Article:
- A frog species with a toxic venom injection defense mechanism has been described in the semi-arid northeastern region of Brazil.
- Carlos Jared, a Brazilian scientist at the Butantan Institute made the discovery by chance after having his hand head-butted by a tree frog.
- One distinctive and interesting feature of the morphology of the Greening’s frog is the similarity of its skull to that of a spiny cactus plant.
A frog species capable of defending itself by injecting toxic venom into a predator has been described in the semi-arid northeastern region of Brazil — a discovery made by accident when Carlos Jared, a Brazilian scientist at the Butantan Institute was collecting Greening’s frogs (Corythomantis greening), a tree frog described by British zoologist George Boulenger over a century ago, but whose biology and natural history remained unstudied until now.
Jared made the find quite by chance, after having his hand head-butted by a tree frog, then feeling “pain in his arm that lasted for about five hours.”
The scientist began studying similar casque-headed frogs in 1987 when first visiting the Brazilian Caatinga — a very dry biome that occupies 800,000 square kilometers (308,880 square miles).
In preliminary research, Jared reviewed past scientific papers on the Greening’s frog and learned that zoologists had already described its “casque” — the helmet-shaped bony and spiny structure of its head. “My initial intention was to study the adaptive tactics of amphibians in an extremely dry environment where they normally shouldn’t exist,” Jared said, “so I [recently] decided to go to the Caatinga [again] to collect specimens of these interesting animals.”
The painful sensation he felt in his arm immediately made him suspect a connection with the head-butting behavior he had observed when collecting the frog. Jared’s suspicion was confirmed when tissue sections were examined revealing poison glands around the base of spines present in the frog’s helmet-shaped head. One distinctive and interesting feature of the morphology of the Greening’s frog is the similarity of its skull to that of a spiny cactus plant.
The skin that covers the head is dense with tiny spines that protrude from the skull, but only the tips of the spines can be seen, as the lower shafts remain hidden beneath the skin. Although many amphibians (frogs and toads in particular) secrete poisonous substances onto their skin to deter predators, they are not considered venomous because they do not possess the ability to directly inject poison into another animal. This injection ability makes Greening’s frog nearly unique. When in danger, the species flexes its head, and head-butts its enemies, rubbing and jabbing the killer spines into the body of the would-be predator.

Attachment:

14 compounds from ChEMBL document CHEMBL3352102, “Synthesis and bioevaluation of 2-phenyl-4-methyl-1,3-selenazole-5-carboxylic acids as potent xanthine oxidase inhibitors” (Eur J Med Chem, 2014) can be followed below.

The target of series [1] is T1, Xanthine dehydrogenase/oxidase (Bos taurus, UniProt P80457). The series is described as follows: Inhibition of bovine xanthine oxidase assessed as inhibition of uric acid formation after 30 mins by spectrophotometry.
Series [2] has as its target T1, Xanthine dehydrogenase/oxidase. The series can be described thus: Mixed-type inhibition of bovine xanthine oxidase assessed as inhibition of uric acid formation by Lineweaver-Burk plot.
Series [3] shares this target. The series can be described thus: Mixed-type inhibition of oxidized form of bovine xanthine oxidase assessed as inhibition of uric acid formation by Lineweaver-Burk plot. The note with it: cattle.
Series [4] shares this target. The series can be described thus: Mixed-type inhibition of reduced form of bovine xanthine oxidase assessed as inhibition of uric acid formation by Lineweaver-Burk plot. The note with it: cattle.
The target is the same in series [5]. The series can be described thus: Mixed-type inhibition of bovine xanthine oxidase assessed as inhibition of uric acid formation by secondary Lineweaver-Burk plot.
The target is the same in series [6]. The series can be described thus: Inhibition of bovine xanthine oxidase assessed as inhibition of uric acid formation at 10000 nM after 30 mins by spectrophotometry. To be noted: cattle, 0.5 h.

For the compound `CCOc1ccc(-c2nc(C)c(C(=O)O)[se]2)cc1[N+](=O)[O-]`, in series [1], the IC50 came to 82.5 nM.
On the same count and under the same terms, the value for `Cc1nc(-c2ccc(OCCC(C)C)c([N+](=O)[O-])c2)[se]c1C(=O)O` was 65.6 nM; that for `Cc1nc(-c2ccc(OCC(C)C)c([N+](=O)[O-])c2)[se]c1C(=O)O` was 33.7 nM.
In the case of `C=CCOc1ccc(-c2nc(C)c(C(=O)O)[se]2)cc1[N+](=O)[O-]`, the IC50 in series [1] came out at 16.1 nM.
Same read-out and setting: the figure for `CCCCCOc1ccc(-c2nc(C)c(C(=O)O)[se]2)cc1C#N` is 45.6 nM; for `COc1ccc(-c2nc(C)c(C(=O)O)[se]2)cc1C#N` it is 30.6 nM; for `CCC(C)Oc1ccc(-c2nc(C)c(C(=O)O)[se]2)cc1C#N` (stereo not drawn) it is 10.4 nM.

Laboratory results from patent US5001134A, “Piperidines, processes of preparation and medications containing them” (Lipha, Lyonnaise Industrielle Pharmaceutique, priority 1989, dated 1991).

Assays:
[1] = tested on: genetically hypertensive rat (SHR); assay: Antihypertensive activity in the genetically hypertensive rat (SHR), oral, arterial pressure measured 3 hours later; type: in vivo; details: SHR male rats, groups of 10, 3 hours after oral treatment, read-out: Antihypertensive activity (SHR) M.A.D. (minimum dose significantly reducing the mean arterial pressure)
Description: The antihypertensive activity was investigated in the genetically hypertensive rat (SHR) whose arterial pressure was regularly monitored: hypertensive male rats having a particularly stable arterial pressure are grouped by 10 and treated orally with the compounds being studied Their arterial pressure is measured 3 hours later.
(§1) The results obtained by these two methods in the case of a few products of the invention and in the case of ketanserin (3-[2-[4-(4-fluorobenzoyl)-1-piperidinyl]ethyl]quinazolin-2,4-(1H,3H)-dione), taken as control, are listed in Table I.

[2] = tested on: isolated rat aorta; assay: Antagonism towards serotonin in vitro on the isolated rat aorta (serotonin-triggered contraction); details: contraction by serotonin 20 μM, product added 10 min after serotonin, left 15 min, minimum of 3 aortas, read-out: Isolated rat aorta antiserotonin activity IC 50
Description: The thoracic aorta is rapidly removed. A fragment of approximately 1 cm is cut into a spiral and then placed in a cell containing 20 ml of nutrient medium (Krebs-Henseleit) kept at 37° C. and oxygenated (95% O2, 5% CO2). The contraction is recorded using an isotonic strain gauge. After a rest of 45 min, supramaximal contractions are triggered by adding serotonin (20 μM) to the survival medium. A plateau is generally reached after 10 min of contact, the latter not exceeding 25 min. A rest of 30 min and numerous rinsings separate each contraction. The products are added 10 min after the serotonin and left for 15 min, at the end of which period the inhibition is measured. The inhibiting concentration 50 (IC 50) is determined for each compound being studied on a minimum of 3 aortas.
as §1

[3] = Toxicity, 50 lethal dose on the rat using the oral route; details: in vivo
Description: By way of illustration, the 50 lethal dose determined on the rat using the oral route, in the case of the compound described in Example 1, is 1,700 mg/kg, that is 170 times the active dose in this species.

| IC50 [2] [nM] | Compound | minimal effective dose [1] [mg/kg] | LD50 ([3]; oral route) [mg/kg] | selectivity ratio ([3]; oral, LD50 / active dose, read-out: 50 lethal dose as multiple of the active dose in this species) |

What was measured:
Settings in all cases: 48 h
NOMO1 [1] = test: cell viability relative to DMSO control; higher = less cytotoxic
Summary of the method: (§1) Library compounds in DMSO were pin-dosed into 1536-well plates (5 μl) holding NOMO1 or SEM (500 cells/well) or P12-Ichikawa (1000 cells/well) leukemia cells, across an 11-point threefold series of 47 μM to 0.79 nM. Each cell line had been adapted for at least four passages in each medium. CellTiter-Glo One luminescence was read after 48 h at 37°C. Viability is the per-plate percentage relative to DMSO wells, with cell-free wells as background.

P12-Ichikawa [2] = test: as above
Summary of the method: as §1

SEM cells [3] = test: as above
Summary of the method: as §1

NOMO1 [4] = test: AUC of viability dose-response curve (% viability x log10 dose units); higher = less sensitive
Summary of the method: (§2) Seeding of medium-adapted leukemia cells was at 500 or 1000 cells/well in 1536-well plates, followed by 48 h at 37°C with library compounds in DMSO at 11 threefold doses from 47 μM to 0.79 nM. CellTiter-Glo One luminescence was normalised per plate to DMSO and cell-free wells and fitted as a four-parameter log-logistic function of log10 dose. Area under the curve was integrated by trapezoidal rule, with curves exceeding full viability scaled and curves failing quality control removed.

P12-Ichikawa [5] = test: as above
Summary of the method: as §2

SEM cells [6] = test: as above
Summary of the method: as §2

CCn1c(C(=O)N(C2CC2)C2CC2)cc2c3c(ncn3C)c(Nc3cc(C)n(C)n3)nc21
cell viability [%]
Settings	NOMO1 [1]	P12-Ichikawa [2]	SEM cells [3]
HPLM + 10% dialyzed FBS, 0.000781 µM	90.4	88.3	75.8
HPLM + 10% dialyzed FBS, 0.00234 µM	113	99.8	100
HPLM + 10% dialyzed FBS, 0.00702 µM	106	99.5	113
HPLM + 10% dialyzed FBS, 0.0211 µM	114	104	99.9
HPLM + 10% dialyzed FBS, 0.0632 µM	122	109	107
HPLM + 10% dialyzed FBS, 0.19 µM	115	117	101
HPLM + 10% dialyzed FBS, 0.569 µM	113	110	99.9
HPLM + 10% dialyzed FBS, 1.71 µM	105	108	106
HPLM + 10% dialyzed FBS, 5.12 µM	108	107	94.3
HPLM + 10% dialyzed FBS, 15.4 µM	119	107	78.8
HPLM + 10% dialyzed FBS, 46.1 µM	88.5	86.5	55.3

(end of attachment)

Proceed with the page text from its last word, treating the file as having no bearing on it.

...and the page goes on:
A similar bony skull embedded with spines is found in Bruno’s Casque-headed frog (Aparasphenodon brunoi), a related tree frog that inhabits the Atlantic rainforest of Brazil. Jared and his colleagues have calculated the venom toxicity of Bruno’s frog to be 25 times more potent than that of Brazilian pit viper snakes — meaning it is deadly to humans. Although the team is still studying the Greening’s frog, their work shows that A. brunoi has higher venom toxicity than C. greeningi.
The researchers have also conducted experiments that show how Greening’s frog adapts to the extremely dry conditions of the Caatinga. They learned that the species’ head not only serves a defensive purpose, it is also useful for preventing desiccation. The frog stops its body from drying out through a process known as phragmosis, an adaptive behavior that allows it to seal itself within holes in trees or rocks using its body parts.
“In the case of this (Corythomantis greening) species, when the animal exhibits phragmosis, it enters backwards in holes in trees or on rocks and uses its head to close the hole,” Jared said. “The head has thus developed a dual [function of] protection; acting in defense against predators, and also against water loss.”
Jared, C., Mailho-Fontana, P. L., Antoniazzi, M. M., Mendes, V. A.; Barbaro, K. C., Rodrigues, M. T., Brodie, E. D. (2015). Venomous Frogs Use Heads as Weapons. Current Biology. doi:10.1016/j.cub.2015.06.061